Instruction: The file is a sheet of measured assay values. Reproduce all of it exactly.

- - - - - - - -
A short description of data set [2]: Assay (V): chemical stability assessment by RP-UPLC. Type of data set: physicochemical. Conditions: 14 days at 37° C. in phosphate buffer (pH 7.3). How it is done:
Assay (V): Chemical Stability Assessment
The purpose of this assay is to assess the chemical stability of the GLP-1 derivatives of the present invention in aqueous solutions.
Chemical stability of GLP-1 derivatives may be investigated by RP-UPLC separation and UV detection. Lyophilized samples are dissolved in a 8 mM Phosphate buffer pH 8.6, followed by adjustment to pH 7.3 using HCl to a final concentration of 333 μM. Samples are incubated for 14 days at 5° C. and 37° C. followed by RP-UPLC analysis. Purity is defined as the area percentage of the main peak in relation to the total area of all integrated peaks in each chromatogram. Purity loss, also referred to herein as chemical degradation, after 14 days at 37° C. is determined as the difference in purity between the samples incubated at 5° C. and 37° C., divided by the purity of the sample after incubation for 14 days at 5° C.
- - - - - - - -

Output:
A short description of data set [2]: Assay (V): chemical stability assessment by RP-UPLC. Type of data set: physicochemical. Conditions: 14 days at 37° C. in phosphate buffer (pH 7.3). How it is done:
Assay (V): Chemical Stability Assessment
The purpose of this assay is to assess the chemical stability of the GLP-1 derivatives of the present invention in aqueous solutions.
Chemical stability of GLP-1 derivatives may be investigated by RP-UPLC separation and UV detection. Lyophilized samples are dissolved in a 8 mM Phosphate buffer pH 8.6, followed by adjustment to pH 7.3 using HCl to a final concentration of 333 μM. Samples are incubated for 14 days at 5° C. and 37° C. followed by RP-UPLC analysis. Purity is defined as the area percentage of the main peak in relation to the total area of all integrated peaks in each chromatogram. Purity loss, also referred to herein as chemical degradation, after 14 days at 37° C. is determined as the difference in purity between the samples incubated at 5° C. and 37° C., divided by the purity of the sample after incubation for 14 days at 5° C.